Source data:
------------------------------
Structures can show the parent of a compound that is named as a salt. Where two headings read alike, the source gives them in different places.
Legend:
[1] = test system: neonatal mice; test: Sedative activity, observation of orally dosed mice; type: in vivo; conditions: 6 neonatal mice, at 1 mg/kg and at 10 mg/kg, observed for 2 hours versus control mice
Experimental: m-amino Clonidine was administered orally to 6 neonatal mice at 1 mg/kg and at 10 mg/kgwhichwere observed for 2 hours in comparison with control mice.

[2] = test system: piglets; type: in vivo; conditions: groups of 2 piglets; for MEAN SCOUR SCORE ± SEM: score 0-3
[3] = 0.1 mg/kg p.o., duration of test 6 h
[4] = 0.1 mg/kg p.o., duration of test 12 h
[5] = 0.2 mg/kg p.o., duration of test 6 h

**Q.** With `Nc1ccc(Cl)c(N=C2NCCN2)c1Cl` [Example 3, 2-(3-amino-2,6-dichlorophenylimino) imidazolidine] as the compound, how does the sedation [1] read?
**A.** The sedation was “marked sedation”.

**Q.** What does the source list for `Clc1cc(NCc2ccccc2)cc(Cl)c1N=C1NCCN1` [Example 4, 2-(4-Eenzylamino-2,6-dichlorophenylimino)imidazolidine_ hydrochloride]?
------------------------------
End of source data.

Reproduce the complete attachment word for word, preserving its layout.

Structures can show the parent of a compound that is named as a salt. Where two headings read alike, the source gives them in different places.
Legend:
[1] = test system: neonatal mice; test: Sedative activity, observation of orally dosed mice; type: in vivo; conditions: 6 neonatal mice, at 1 mg/kg and at 10 mg/kg, observed for 2 hours versus control mice
Experimental: m-amino Clonidine was administered orally to 6 neonatal mice at 1 mg/kg and at 10 mg/kgwhichwere observed for 2 hours in comparison with control mice.

[2] = test system: piglets; type: in vivo; conditions: groups of 2 piglets; for MEAN SCOUR SCORE ± SEM: score 0-3
[3] = 0.1 mg/kg p.o., duration of test 6 h
[4] = 0.1 mg/kg p.o., duration of test 12 h
[5] = 0.2 mg/kg p.o., duration of test 6 h

**Q.** With `Nc1ccc(Cl)c(N=C2NCCN2)c1Cl` [Example 3, 2-(3-amino-2,6-dichlorophenylimino) imidazolidine] as the compound, how does the sedation [1] read?
**A.** The sedation was “marked sedation”.

**Q.** What does the source list for `Clc1cc(NCc2ccccc2)cc(Cl)c1N=C1NCCN1` [Example 4, 2-(4-Eenzylamino-2,6-dichlorophenylimino)imidazolidine_ hydrochloride]?